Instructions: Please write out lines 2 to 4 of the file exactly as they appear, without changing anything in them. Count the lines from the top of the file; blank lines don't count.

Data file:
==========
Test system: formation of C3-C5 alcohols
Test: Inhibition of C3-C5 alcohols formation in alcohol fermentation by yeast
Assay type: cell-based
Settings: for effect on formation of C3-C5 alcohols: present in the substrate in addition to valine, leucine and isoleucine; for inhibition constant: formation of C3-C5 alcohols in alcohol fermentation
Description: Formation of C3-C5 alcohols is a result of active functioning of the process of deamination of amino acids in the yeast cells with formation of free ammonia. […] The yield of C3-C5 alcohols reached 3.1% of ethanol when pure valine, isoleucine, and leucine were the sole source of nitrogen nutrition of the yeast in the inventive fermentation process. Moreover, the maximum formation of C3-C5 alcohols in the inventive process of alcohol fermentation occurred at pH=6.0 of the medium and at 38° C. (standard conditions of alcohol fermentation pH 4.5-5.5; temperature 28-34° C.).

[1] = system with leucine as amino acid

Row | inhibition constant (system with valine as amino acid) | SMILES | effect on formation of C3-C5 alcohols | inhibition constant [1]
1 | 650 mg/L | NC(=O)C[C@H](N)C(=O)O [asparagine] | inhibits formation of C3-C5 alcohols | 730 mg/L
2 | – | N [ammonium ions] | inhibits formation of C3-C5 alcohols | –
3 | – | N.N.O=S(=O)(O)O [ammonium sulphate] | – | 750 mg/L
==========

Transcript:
Test: Inhibition of C3-C5 alcohols formation in alcohol fermentation by yeast
Assay type: cell-based
Settings: for effect on formation of C3-C5 alcohols: present in the substrate in addition to valine, leucine and isoleucine; for inhibition constant: formation of C3-C5 alcohols in alcohol fermentation